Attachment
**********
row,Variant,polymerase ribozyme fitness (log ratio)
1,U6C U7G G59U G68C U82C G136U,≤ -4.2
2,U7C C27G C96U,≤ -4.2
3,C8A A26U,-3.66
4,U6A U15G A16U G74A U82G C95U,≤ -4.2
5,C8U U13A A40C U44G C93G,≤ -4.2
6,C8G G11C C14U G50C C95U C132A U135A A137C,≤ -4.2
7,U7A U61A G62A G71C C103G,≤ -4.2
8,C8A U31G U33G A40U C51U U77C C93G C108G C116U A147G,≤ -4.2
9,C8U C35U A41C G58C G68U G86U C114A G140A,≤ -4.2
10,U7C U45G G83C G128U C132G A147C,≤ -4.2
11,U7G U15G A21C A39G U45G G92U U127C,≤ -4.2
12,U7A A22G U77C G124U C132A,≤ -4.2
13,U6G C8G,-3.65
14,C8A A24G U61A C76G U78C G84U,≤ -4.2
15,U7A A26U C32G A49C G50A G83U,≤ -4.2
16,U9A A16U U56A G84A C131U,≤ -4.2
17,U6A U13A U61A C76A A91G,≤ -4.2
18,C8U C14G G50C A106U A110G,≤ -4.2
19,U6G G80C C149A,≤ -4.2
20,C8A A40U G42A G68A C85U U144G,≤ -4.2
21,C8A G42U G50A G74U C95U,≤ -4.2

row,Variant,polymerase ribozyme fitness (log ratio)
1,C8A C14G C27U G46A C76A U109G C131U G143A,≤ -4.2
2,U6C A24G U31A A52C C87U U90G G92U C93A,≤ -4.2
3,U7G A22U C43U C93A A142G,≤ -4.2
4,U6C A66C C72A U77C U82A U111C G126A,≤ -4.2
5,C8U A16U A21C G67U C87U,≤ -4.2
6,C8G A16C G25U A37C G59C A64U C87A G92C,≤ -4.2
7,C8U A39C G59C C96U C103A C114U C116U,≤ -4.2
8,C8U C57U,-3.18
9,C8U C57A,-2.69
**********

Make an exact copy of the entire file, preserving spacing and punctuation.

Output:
row,Variant,polymerase ribozyme fitness (log ratio)
1,U6C U7G G59U G68C U82C G136U,≤ -4.2
2,U7C C27G C96U,≤ -4.2
3,C8A A26U,-3.66
4,U6A U15G A16U G74A U82G C95U,≤ -4.2
5,C8U U13A A40C U44G C93G,≤ -4.2
6,C8G G11C C14U G50C C95U C132A U135A A137C,≤ -4.2
7,U7A U61A G62A G71C C103G,≤ -4.2
8,C8A U31G U33G A40U C51U U77C C93G C108G C116U A147G,≤ -4.2
9,C8U C35U A41C G58C G68U G86U C114A G140A,≤ -4.2
10,U7C U45G G83C G128U C132G A147C,≤ -4.2
11,U7G U15G A21C A39G U45G G92U U127C,≤ -4.2
12,U7A A22G U77C G124U C132A,≤ -4.2
13,U6G C8G,-3.65
14,C8A A24G U61A C76G U78C G84U,≤ -4.2
15,U7A A26U C32G A49C G50A G83U,≤ -4.2
16,U9A A16U U56A G84A C131U,≤ -4.2
17,U6A U13A U61A C76A A91G,≤ -4.2
18,C8U C14G G50C A106U A110G,≤ -4.2
19,U6G G80C C149A,≤ -4.2
20,C8A A40U G42A G68A C85U U144G,≤ -4.2
21,C8A G42U G50A G74U C95U,≤ -4.2

row,Variant,polymerase ribozyme fitness (log ratio)
1,C8A C14G C27U G46A C76A U109G C131U G143A,≤ -4.2
2,U6C A24G U31A A52C C87U U90G G92U C93A,≤ -4.2
3,U7G A22U C43U C93A A142G,≤ -4.2
4,U6C A66C C72A U77C U82A U111C G126A,≤ -4.2
5,C8U A16U A21C G67U C87U,≤ -4.2
6,C8G A16C G25U A37C G59C A64U C87A G92C,≤ -4.2
7,C8U A39C G59C C96U C103A C114U C116U,≤ -4.2
8,C8U C57U,-3.18
9,C8U C57A,-2.69